The Balfour Declaration

On 2 November 1917, Lord Balfour, then Foreign Secretary, signed a short 67-word letter to Lord Rothschild, a leader of the British-Jewish community, containing a statement which instantly became famous as the Balfour Declaration when it was released to the press seven days later.

250th letter in The Times - and a record

Alistair Lexden’s letter in The Times on October 30 (see below) was his 250th in what is generally regarded as the most famous letters page in the world.

Too many Privy Councillors

There is widespread agreement that Britain has too many MPs and too many peers with seats in the Lords. The excessive number of Privy Councillors— people who style themselves Right Honourable—has passed almost unnoticed.

Books and indexes

Books need proper indexes if the reader is to be able to find his or her way around them. A letter published in The Spectator magazine on 21 October stated: ‘Someone once argued that publishing a non-fiction book without an index should be against the law’.

Ten days in the Upper House

The editors of Parliament’s House Magazine, published weekly when Parliament is in session, ask a member of each House to write a diary column about their recent work. Alistair Lexden has contributed to the magazine in this way from time to time, and did so again in the issue published on 20 Octo

Great letters from The Times

A book entitled The Times Great Letters has just been published by Times Books. It contains a wide range of letters drawn from the newspaper’s famous daily letters page over the last century.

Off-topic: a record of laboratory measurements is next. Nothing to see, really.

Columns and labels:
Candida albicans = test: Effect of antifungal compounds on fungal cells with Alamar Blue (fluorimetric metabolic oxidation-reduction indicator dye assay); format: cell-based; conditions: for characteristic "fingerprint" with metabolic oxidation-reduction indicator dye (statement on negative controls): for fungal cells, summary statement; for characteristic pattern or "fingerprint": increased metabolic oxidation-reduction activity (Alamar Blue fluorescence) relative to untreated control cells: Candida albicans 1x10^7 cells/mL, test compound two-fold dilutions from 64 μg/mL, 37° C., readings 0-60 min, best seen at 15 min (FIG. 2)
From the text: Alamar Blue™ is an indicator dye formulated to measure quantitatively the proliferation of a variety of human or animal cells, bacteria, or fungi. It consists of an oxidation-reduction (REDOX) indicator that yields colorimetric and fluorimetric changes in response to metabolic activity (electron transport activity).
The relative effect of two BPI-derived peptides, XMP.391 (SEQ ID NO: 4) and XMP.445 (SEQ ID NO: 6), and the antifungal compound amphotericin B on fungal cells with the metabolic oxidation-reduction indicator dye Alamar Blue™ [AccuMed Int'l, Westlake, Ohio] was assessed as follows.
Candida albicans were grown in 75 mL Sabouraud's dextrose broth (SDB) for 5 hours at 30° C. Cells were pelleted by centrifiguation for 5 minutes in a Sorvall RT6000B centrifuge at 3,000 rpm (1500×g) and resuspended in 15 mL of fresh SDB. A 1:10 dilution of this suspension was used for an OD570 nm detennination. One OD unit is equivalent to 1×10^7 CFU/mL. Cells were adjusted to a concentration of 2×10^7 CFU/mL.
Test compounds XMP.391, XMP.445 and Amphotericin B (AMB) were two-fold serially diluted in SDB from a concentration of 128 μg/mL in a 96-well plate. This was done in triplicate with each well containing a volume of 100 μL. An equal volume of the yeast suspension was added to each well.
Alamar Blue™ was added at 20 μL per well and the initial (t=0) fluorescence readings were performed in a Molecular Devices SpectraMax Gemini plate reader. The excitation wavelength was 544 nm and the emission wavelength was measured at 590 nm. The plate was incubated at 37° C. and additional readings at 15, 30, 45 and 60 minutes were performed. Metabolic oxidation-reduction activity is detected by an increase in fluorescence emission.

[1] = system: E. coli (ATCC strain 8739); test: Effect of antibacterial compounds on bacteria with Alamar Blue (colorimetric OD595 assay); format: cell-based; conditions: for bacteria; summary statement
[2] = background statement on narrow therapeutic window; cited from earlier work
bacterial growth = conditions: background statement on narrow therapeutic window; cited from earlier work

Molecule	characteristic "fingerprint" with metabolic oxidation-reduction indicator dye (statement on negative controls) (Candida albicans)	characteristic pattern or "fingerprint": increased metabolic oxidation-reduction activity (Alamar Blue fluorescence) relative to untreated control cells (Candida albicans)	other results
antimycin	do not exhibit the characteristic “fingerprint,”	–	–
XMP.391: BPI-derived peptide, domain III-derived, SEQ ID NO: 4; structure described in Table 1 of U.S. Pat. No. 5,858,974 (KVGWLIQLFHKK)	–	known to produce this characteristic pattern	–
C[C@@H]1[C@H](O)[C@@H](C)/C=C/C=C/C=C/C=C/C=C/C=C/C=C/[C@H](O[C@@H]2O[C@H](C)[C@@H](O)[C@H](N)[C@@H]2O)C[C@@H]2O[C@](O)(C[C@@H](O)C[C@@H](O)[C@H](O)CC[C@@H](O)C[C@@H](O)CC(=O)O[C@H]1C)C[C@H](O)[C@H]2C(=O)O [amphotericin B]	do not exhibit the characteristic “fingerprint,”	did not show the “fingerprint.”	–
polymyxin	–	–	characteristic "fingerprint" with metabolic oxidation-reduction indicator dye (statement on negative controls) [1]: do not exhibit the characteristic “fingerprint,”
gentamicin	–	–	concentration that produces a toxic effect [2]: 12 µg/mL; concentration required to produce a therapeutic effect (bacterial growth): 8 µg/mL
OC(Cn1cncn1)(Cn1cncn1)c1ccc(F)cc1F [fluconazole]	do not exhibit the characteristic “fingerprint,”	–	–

Who invented One Nation Conservatism?

Disraeli is widely believed to have originated it. Several years ago, however, Alistair Lexden established that he had never used the famous phrase which first appeared much later.

Capitalism and conservatism

Successful Conservative economic policies have always been based on the principles of capitalism. Those principles have not been given much prominence recently. Will they now be vigorously reasserted?

Chris Patten's Ulster errors

Chris Patten’s first job in government was a junior post at the Northern Ireland Office which he held from 1983 to 1985.

Our future King

A leading article in The Times on September 16 expressed concern that the Prince of Wales might seek to bring undue influence to bear on ministers when he becomes King. Alistair Lexden responded with a defence of the Prince in a letter published in the paper on September 18.